Ivy European Opportunities Fund

Ivy European Opportunities Fund

Market Sector Update

  • Across the globe, markets continued to perform well as conviction of continued solid global gross domestic product (GDP) growth was in line with investors’ expectations. We believe recent U.S. legislation progress, including the passing of large tax cuts for corporations and individuals to aid capital expenditure and consumer spending, should benefit the economy in 2018. In U.S. dollar terms and in order, Asia, the U.S. and Europe performed well.
  • European political uncertainty has been less of an ongoing issue, while investors have seen the benefits of higher GDP growth via stronger earnings-per-share growth. In France, pro-business reformer Emmanuel Macron pushed through labor reforms, and in Germany, Chancellor Merkel has struggled to form a government with partners that will be more pro-European Union reform.
  • The U.S. dollar continued to relinquish its past gains over the quarter, losing approximately 3% versus a basket of other currencies.
  • During the quarter, the U.S. Federal Reserve (Fed) expectedly raised rates and indicated they plan on three additional rate increases in 2018, which is slightly more than the market has priced in. The Fed has stated they will slowly unwind its multi-trillion-dollar balance sheet. Unemployment continues to fall, and the economic outlook is strong for 2018, with both consumer and business confidence remaining high during the quarter.
  • The European Central Bank (ECB) does not plan to lower rates further, and has focused its attention on getting the banking system fit to handle any additional shocks. The ECB will begin to taper its bond purchases in early 2018. The ECB’s current focus is forcing more capital into weaker Italian, German, Spanish and Greek banks.
  • Global purchasing managers’ indices marginally improved during the quarter. Emerging-market growth has improved, and we believe will aid sales and earnings for multinational and emerging-market companies. We believe this will continue to improve in 2018, and will be more inflationary for the overall global economy.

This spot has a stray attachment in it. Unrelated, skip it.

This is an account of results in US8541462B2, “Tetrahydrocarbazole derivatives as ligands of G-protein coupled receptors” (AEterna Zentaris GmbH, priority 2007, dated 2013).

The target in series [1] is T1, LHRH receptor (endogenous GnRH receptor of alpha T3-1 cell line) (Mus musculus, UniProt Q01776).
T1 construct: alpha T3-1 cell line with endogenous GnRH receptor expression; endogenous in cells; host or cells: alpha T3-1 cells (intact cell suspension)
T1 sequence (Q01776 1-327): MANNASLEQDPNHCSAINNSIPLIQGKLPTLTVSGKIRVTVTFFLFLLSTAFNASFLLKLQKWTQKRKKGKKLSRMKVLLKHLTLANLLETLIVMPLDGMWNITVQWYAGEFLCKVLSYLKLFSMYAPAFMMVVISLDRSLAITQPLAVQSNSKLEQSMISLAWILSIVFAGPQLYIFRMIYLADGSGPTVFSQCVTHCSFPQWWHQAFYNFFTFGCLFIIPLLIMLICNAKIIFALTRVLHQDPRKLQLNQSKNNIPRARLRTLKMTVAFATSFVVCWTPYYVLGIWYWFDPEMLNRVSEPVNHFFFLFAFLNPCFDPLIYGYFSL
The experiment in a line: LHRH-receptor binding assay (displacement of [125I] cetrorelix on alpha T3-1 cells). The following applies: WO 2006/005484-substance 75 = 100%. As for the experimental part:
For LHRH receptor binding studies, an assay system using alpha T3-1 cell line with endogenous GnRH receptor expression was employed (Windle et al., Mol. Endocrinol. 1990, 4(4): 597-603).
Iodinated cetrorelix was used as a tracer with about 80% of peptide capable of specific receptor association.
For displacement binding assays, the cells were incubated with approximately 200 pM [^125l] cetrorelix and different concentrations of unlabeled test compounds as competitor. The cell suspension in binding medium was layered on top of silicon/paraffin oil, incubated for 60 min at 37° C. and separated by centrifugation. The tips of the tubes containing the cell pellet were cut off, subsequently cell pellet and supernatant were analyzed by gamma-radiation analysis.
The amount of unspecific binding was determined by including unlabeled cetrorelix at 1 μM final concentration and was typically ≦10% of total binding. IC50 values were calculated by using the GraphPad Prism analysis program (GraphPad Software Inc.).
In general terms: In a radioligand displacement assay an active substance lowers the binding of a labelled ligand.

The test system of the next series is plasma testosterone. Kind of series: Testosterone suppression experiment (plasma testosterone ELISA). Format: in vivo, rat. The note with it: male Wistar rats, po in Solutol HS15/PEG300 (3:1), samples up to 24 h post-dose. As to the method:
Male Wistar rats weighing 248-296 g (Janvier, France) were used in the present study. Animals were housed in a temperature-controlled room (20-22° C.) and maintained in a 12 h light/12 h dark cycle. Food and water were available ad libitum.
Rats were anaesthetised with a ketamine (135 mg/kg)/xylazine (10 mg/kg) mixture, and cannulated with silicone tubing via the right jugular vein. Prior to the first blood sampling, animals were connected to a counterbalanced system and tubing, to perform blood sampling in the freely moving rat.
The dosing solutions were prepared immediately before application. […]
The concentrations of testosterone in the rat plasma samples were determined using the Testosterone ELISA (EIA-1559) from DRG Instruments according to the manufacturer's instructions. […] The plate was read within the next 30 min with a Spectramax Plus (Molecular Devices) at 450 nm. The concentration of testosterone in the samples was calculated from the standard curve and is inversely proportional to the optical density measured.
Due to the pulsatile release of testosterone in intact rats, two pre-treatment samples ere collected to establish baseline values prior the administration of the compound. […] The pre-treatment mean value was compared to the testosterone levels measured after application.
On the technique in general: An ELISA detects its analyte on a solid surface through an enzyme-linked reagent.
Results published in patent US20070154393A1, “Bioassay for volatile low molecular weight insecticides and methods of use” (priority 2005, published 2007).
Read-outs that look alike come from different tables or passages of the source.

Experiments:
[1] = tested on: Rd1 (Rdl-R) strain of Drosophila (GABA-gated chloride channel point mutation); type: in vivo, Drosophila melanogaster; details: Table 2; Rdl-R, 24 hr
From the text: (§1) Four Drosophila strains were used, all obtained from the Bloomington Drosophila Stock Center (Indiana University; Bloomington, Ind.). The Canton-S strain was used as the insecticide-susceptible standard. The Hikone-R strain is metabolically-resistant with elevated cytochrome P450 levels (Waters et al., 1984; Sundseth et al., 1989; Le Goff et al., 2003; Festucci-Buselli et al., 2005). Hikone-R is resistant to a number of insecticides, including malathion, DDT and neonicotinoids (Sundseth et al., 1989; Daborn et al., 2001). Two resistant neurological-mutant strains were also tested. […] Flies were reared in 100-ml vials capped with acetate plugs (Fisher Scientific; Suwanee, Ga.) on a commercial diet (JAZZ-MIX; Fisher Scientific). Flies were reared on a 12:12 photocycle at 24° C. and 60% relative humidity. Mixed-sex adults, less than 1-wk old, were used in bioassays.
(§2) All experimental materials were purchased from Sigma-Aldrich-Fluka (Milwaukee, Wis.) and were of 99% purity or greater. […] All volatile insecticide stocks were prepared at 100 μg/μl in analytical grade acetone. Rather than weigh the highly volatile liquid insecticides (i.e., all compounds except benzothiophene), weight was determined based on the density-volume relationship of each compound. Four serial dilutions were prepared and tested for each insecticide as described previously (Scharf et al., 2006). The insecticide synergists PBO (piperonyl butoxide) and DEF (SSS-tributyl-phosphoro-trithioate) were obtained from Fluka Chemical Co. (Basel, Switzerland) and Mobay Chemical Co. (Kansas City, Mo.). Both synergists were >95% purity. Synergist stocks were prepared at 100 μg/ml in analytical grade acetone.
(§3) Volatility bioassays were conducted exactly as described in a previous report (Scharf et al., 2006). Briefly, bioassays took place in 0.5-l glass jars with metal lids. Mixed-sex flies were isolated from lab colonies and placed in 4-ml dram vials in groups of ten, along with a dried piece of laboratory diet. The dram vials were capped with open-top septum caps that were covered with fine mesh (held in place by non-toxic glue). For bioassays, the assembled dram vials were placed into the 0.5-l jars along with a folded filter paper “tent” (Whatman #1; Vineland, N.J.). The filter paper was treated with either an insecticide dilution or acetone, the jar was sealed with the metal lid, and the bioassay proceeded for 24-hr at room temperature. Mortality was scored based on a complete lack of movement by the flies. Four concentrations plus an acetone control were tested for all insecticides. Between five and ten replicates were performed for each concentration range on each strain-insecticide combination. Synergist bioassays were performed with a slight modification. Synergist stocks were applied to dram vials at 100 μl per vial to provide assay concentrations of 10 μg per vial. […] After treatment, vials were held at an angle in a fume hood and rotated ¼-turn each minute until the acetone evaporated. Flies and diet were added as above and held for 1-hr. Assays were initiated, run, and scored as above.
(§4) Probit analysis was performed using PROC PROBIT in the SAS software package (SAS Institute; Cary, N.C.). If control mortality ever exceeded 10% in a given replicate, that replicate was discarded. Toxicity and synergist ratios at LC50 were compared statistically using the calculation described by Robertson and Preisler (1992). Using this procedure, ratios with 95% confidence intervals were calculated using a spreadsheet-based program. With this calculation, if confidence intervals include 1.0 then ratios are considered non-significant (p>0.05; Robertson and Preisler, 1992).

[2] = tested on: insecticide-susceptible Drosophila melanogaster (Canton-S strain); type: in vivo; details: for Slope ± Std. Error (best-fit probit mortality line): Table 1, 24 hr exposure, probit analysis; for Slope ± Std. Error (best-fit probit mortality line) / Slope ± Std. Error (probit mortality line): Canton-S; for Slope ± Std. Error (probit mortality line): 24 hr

Portfolio Strategy

  • The Fund underperformed its benchmark for the quarter. The Fund was positioned for reflation and cyclical recovery, including higher oil prices, which started to materialize. While sector allocation aided performance, poor stock selection (mainly within industrials, materials, consumer discretionary, consumer staples and financials) more than offset the sector allocation gains. On the other hand, stock selection in information technology was very strong.
  • Currency hedges stemming from the U.S. dollar weakening versus the British pound and the euro slightly hurt performance. The Fund maintains hedges to a portion of the euro exposure.
  • At the country level, allocation effects were neutral relative to the benchmark, though our overweight allocation as well as stock selection in France was a top detractor. By and large, the Fund’s country allocations are driven by sector analysis, rather than macroeconomic viewpoints.
  • As the quarter progressed, we maintained a growth and cyclical overweight allocation relative to the benchmark. We reduced exposure to utilities, while adding to telecommunications.